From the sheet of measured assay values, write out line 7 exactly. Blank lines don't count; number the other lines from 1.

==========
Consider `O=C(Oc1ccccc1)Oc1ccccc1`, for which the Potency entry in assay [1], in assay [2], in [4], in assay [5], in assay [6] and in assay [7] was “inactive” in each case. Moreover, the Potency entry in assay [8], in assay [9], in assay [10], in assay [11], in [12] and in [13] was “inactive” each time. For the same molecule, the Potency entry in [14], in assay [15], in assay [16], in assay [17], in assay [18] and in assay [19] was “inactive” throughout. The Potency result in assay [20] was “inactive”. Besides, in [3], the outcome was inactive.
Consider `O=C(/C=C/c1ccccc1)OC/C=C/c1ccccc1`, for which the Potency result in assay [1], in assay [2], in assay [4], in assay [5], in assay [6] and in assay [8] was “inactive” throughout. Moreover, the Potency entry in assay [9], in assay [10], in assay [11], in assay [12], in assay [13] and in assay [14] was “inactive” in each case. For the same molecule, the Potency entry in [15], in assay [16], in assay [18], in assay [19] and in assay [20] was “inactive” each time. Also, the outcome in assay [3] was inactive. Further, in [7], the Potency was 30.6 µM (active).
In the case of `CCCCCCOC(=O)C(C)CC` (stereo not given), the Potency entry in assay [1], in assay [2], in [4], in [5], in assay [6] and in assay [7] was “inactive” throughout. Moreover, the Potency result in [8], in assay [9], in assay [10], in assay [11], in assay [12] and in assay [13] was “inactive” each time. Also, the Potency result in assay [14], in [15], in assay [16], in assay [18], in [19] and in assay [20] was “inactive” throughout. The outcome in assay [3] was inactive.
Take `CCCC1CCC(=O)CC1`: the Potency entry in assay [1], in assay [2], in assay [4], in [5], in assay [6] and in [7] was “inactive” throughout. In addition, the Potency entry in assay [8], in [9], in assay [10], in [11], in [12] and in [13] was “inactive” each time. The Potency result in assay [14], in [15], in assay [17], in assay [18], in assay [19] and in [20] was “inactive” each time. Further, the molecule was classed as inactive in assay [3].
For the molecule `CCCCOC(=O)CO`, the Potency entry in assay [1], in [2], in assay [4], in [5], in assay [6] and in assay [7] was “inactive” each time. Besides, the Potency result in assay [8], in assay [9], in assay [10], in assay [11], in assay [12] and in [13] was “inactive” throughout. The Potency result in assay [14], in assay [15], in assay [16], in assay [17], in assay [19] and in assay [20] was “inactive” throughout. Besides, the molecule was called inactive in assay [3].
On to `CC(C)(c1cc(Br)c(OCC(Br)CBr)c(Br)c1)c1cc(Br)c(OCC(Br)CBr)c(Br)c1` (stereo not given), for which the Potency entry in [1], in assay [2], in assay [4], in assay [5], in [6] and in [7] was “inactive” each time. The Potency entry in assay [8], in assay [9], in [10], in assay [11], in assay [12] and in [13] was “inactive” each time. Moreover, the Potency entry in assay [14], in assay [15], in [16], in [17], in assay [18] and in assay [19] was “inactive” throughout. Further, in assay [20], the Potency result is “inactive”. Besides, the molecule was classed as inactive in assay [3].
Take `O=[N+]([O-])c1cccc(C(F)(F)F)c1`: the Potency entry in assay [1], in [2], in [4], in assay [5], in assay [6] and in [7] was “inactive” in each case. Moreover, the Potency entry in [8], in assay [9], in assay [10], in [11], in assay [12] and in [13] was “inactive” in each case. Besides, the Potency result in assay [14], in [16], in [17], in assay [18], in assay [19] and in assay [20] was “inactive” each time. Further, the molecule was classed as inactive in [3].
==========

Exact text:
Take `O=[N+]([O-])c1cccc(C(F)(F)F)c1`: the Potency entry in assay [1], in [2], in [4], in assay [5], in assay [6] and in [7] was “inactive” in each case. Moreover, the Potency entry in [8], in assay [9], in assay [10], in [11], in assay [12] and in [13] was “inactive” in each case. Besides, the Potency result in assay [14], in [16], in [17], in assay [18], in assay [19] and in assay [20] was “inactive” each time. Further, the molecule was classed as inactive in [3].